Page 101 - Jewish Book Annual Volume 4

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89
RITTENBERG ----CRITICS SAY
against the brutal “Herrenvolk,” knowing tha t the hour of liberation is
near. This well-written book contains overwhelming documentary evi-
dence of Nazi atrocities and several striking photos more convincing than
any written account.
— A l f r e d W e r n e r i n
The National Jewish Monthly
The Middle East: Crossroads of History.
B y E
l i ah u
B
e n
- H
o r i n
.
N e w
York, W. W.
N
orton
& C
om p a n y
,
1943. 248
p a g e s .
$3.00.
The author offers his book as an introductory scene in the Middle
East for the benefit of the American reader who is not sufficiently en-
lightened on the subject.
There is no doubt tha t the a t temp t to view the problem of the Middle
East as a whole is valuable, but it is very doubtful whether the suggestion
tha t the peoples of the Middle East be put under international trustee-
ship has any chance of success. This, not so much because of the difficul-
ties inherent in the establishment of an effective and reliable trusteeship,
but because, for good or for evil, the peoples of the Middle East have
already come into their own politically, and will not be persuaded to
give up their statehoods.
The author believes tha t the problem of Palestine can be solved by
transfer of population, i.e., by an exodus of the Arabs of Palestine to
the rich country of Iraq which is indeed badly in need of settlers.
Mr. Ben-Horin, of course, offers his plan within the framework of
his wider scheme for international planning and administration, and only
as par t of tha t scheme could such a transfer be considered a t all. In any
case, he slices out a free “living space” for a Jewish state. But the
Jews will not qualify for immediate independence because “ the Jews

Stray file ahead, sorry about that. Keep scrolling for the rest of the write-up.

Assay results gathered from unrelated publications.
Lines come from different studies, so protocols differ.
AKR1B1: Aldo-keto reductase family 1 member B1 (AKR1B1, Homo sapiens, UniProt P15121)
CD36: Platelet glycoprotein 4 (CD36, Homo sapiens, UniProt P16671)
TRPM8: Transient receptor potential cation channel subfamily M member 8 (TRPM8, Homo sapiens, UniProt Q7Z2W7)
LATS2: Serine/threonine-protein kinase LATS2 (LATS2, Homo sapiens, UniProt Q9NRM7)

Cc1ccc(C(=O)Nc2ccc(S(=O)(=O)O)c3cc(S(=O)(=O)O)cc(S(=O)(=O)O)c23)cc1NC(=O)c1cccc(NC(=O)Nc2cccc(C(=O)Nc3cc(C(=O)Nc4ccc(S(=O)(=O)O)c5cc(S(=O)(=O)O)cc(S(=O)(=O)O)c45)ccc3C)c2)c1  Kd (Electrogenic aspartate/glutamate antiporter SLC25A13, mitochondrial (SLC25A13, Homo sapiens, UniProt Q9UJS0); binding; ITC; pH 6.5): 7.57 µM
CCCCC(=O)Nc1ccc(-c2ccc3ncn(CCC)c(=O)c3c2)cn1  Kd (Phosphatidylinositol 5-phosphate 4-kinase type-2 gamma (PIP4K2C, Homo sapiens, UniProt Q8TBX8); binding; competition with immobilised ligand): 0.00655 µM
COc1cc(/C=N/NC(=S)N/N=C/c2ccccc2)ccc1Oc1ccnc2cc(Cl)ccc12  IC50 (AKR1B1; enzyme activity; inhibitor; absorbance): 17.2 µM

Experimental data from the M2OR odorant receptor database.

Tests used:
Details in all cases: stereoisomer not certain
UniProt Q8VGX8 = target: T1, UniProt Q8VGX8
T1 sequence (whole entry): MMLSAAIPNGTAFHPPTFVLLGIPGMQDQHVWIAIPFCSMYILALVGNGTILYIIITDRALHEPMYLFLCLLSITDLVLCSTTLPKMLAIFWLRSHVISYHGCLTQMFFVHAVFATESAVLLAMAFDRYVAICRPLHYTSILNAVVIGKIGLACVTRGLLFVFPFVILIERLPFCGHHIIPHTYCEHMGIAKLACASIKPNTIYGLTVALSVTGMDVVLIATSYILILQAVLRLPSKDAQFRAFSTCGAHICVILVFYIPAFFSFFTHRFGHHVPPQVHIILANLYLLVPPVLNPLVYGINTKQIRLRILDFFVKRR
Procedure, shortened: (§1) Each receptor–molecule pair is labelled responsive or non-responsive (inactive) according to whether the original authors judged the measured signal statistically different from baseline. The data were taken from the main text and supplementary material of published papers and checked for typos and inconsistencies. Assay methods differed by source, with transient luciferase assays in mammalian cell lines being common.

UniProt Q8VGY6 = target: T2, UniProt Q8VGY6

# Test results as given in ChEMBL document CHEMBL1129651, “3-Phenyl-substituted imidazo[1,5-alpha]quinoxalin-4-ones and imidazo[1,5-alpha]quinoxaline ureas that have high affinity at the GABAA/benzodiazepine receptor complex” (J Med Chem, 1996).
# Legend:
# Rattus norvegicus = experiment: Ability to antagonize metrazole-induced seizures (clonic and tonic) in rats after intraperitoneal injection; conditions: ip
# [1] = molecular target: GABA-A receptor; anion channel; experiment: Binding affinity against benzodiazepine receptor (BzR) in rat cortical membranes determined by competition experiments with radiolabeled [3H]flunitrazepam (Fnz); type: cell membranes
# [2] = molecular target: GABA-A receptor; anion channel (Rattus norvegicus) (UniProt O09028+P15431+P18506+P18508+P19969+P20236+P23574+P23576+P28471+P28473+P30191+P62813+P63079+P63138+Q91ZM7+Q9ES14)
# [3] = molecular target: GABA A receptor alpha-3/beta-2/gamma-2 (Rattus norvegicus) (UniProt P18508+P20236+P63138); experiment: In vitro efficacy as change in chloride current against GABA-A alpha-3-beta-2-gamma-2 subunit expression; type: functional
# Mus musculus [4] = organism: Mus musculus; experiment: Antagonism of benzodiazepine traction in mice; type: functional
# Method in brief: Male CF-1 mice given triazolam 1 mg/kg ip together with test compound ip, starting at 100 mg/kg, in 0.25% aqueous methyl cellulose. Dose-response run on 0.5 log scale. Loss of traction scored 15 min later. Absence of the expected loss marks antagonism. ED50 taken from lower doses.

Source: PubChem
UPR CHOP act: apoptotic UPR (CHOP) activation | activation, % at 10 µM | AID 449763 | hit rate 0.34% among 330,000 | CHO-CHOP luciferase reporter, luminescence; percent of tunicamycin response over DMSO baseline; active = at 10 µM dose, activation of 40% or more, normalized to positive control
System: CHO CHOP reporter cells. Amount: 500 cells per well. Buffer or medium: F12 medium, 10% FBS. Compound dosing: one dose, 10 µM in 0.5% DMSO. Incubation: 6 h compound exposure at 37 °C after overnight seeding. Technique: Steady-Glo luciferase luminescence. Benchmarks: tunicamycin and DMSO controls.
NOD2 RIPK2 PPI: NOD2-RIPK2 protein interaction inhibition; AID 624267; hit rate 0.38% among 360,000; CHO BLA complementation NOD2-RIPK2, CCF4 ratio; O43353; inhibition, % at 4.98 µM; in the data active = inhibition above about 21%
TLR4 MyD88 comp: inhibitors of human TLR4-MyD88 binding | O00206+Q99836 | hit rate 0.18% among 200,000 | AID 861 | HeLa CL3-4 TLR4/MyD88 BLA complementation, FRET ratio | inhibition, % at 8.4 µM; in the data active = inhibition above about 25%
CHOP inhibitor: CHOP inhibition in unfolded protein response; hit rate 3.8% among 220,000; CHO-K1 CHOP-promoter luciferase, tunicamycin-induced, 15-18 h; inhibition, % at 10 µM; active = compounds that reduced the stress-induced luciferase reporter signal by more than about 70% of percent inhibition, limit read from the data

as a people have not led the life of a self-governing nation for two thousand
years and their ability for self-government is atrophied.”
— M o s h e P e r l m a n n i n
The Reconstructionist
The Rise of the few in the Western World.
B y D
r
. U
r iah
Z
ev i
E
n g e lm a n
. N e w
York,
B
e h rm a n
H
o u s e
,
1944. 238
p a g e s .
$3.50.
I t comes as something of a shock even to the reader relatively familiar
with Jewish history, to learn of the extent to which Jews engaged in
agriculture during the first thousand years of the Christian Era. The
evidence marshalled by the author gives ample proof of the importance
of farming to the Jews of the pre-feudal period. I t must be underscored
tha t agriculture of tha t day was not competitive, consequently the bread-
and-butter element of anti-Semitism was entirely lacking.
I t was the emergence of the feudal order — a system in which the
baron, the peasant and the priest constituted the only essential elements
of this self-contained society — tha t placed the Jew outside the orbit
of economic activity, and brought him to the very verge of extinction.
I t is the author’s analysis of Jewish survival at the lowest ebb of our
people’s life in the Feudal era tha t shows his keenest understanding of
the forces tha t mould Jewish history.
Perhaps it is because other historians have not given sufficient emphasis